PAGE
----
atm2And yep, Batdance seemed everywhere. It got to number one in the US, number two in the UK. It shouldn’t really work, mixing the pop-culture sensibilities of the 1960s Neal Hefti tv show music with the ‘current’ Prince-funk . So many snippets of songs from the album, and unreleased stuff like Prince’s song  Rave Unto the Joy Fantastic (released many years later) were thrown in amidst dialogue snippets from the film. Its really similar to the approach that Queen took with their Flash single years before. That video, with Prince in purple guise, part Joker, part Batman. How weird was that video? That song seemed to be playing on the radio all the time, really cementing that summer as the summer of Batman. It wasn’t just a movie. It was something akin to a cultural behemoth; nearest thing I can compare it to is Star Wars and Jaws. For all the blockbusters we get these days, they don’t feel as ‘big’- they are here and gone so quickly now (ironically thinking of Batman vs Superman in particular). I think Prince’s album and its subsequent singles like Batdance was a big part of that summer belonging to the Caped Crusader.

Batdance actually was built from 200 Balloons, a song Prince had written for the scene of Joker’s parade where he threw money at the crowds while intending to gas them with his balloons. The lyrics directly referenced the scene but Tim Burton rejected it.  It was replaced by Trust, a song whose only link was the Joker asking “who do you trust?” at the end of the song. 200 Balloons only turned up on the Batdance single where its closeness to the Batdance song made it seem like a remix track.  Regards those remixes, I remember the William Orbit remix was rather extraordinary at the time.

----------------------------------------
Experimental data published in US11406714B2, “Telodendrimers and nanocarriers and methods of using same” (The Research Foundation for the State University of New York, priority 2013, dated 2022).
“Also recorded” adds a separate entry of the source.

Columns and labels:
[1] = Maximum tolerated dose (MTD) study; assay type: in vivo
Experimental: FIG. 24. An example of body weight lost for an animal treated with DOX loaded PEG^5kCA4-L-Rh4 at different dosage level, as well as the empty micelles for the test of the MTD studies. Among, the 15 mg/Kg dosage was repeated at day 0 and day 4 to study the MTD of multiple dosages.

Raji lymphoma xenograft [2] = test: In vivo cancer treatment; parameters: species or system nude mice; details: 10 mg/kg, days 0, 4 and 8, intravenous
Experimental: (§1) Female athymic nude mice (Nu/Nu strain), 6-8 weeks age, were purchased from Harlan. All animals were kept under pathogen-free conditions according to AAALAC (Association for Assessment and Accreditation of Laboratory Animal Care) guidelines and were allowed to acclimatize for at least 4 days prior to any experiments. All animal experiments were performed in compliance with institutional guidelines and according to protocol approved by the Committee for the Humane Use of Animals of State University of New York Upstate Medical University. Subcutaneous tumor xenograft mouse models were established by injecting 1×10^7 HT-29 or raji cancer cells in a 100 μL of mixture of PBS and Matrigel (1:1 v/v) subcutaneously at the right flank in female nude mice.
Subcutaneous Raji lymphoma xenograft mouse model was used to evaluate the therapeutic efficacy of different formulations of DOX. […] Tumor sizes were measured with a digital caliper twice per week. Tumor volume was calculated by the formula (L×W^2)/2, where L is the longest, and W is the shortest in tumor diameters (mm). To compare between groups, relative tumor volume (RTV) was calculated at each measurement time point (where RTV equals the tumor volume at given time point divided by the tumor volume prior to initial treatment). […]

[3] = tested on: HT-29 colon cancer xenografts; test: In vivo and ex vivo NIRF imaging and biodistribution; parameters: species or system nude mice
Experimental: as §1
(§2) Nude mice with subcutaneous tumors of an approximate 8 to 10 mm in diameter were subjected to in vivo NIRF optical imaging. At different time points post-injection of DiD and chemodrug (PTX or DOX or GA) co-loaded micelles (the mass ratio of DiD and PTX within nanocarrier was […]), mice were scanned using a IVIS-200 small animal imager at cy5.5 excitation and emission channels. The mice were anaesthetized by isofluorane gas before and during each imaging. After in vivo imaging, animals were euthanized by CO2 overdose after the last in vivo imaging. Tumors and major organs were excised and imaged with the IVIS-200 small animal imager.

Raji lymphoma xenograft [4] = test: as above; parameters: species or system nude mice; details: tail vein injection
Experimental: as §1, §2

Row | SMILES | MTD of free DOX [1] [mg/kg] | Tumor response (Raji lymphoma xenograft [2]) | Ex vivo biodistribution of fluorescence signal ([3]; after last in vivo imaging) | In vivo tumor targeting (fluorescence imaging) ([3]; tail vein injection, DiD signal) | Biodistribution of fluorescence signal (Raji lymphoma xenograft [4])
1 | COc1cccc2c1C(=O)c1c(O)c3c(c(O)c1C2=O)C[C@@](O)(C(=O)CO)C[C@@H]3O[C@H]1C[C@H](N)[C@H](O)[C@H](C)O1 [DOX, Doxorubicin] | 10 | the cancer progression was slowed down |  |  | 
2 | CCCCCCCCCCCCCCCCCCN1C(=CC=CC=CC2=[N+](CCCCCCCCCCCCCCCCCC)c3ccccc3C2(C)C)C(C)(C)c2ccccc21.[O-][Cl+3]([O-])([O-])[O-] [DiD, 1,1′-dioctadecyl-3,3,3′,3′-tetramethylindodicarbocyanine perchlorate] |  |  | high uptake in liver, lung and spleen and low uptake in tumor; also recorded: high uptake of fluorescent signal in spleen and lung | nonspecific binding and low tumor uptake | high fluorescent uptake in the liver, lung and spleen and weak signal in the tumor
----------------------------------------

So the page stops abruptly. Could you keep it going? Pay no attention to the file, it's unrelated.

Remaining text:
The Problem With Superman

Curious having seen Batman Vs Superman: Dawn of Justice, I rewatched Man of Steel.

Confused as BvS may be, I think it’s actually a better film than MoS. Rewatching it again, I have to say MoS is actually worse than I remembered. It’s such a mess of a film, and a lot of what is wrong about it carries over into BvS,  the lessons from it not learned but rather perpetuated with an anti-Superman dominated by over-the-top CGI hysterics.

stm1The problem with Superman is, well, Superman. They don’t know what to do about him, how to handle the character. Which is weird to me, writing this in 2016 because they nailed it, pretty much, in the mid-seventies with Superman: The Movie, way back in 1978. That film seems to be like the elephant in the room: the Kryptonian scenes were cool and majestic, the childhood scenes wonderful Americana, and the Metropolis scenes with our grown-up hero/Clark Kent alter ego just perfect comic-book escapism. With a template like that, it’s hard to imagine going wrong. So why are Snyder and Warner/DC so seemingly hellbent on distancing themselves from the 1978 classic?

Maybe it’s because Warners tried sticking to that Superman: The Movie template with Superman Returns, which got something of a box-office drubbing when it came out; $390 million worldwide on a $270 million budget (makes BvS something of a huge success with its current haul of $810million worldwide). Superman Returns was hardly perfect, the chief problem was it being overblown and badly produced (although how much of that $270 million was spent on earlier aborted Superman films, I wonder?).  I think it was much better than people perhaps appreciated at the time. It did many things right- particularly casting Brandon Routh who looked the part as Superman and was uncannily like Chris Reeve as Clark Kent. Kevin Spacey was a pretty good Lex Luthor too- indeed both actors are better than Henry Cavill or Jesse Eisenberg are in BvS.